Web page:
Work-from-home during the pandemic led to two simultaneous realizations: technology allows people to work from anywhere and the physical workplace matters more than ever. Will people go back to the office? Absolutely. Will they go back to the same office? Not a chance. While workplace design has changed incrementally for decades, the past few years have radically transformed our expectations of an office. Rather than designing for what’s required, now and in the future, we are designing for what’s possible.
Work has undergone transformation since I began my career in 1976, and each subsequent decade was defined by specific external economic and cultural shifts. In the past, the largest influences on workplace design have been the state of the economy and the evolution of technology. Going forward, we will prioritize experience through promoting innovation; focusing on worker activities; conveying an organization’s culture and mission; and facilitating the use of current and future technologies.
Organizations are focused on innovation, disruption, and forward momentum. Decision-makers recognize that the world is changing rapidly, and these shifts command responses that are not fixed but are ready to adapt as needed. This is why we are designing adaptable spaces to facilitate experimentation, prototyping, and learning at work. Workshops and laboratories are replacing the boardroom as the places where innovation is born and ideas take shape.
Designing easily adaptable spaces for activities
Today’s employees are increasingly versatile, and departments are less siloed than in the past. Gone are the days when we spoke only to the C-Suite about real estate and interiors. Now and in the future, we will engage with HR, IT, and other stakeholders to consider the multifaceted nature of an organization’s workforce and what tools are needed to support their tasks. Identifying a variety of work points — from cafes, lounges, and terraces, to curated neighborhoods — encourages cross-pollination between teams, as well as individual work. These spaces are flexible to support an organization and its workers’ future needs beyond what we can anticipate.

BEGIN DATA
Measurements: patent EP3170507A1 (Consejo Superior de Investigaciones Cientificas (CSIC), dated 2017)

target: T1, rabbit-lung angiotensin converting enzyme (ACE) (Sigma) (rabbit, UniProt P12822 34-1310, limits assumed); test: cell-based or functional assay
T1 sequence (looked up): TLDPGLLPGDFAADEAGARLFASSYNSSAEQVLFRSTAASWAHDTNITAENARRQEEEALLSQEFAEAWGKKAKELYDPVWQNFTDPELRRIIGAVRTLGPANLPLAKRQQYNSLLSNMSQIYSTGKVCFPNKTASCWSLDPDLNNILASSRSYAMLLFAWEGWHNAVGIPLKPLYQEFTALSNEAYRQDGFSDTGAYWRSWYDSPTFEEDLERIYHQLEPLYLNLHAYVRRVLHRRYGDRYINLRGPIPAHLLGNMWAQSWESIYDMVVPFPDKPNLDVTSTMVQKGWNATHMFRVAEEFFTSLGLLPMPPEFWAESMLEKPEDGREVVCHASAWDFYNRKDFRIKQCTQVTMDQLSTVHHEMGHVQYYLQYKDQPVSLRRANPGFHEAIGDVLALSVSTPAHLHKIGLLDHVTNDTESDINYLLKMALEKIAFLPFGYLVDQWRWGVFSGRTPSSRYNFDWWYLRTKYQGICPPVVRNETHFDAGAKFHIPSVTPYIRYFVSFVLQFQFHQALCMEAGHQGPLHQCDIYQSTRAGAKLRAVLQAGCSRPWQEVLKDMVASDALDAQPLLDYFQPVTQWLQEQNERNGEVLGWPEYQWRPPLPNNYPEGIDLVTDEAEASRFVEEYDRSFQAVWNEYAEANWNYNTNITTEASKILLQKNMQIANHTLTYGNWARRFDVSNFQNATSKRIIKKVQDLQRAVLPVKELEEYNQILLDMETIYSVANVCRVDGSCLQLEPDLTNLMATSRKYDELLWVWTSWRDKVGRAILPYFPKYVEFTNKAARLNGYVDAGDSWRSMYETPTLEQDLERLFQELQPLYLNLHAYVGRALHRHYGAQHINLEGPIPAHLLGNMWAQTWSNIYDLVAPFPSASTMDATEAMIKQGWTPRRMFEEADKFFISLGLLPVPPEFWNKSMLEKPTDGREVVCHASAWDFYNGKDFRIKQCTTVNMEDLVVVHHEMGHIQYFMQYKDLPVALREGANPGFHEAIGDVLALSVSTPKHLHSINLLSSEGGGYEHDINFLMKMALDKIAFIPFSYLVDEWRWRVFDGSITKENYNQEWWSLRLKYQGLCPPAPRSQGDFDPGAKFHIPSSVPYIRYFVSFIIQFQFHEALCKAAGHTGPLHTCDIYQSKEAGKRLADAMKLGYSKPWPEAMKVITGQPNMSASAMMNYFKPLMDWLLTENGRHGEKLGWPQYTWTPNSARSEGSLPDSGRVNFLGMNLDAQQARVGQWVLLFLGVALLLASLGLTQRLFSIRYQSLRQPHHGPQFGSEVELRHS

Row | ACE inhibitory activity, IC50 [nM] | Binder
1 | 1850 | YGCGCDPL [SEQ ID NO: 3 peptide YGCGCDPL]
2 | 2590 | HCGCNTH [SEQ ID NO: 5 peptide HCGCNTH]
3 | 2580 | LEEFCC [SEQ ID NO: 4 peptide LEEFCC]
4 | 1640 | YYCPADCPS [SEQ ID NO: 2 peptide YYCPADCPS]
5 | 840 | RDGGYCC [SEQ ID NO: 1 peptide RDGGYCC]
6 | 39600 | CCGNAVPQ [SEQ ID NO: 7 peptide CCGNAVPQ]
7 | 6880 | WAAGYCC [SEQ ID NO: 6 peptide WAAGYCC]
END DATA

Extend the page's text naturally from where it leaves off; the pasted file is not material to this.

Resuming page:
Concentrate on culture
Workplace design is focused on employee engagement with their organization’s brand and mission. A workplace should be the embodiment of a company’s culture and should clearly communicate its values to employees, clients, and partners. The future of work will place even more emphasis on creating a sense of place that inspires, engages, and drives richer experiences.
Integrate technology, enhance engagement
The ways we engage with the office change with each advancement in technology, blurring the boundaries of space, time, and methods of collaboration. Going forward, clients will require strategic integration of digital/physical specialty spaces for activations to foster innovation and partnership. Workplaces equipped with hybrid meeting spaces, podcast recording rooms, and content filming studios will advance the missions of their organizations faster and draw more workers to the office. But the rate of change makes it impossible to predict the technological innovations that are just around the corner. Instead, we are getting ahead of the changing tech needs of the workplace by creating an easily adaptable framework to accommodate the widest range of future experiences.
The future of work we are designing for no longer has a fixed objective. Now, we will have to design spaces that are meant to continue to iterate throughout their lifespan. The possibilities are endless.
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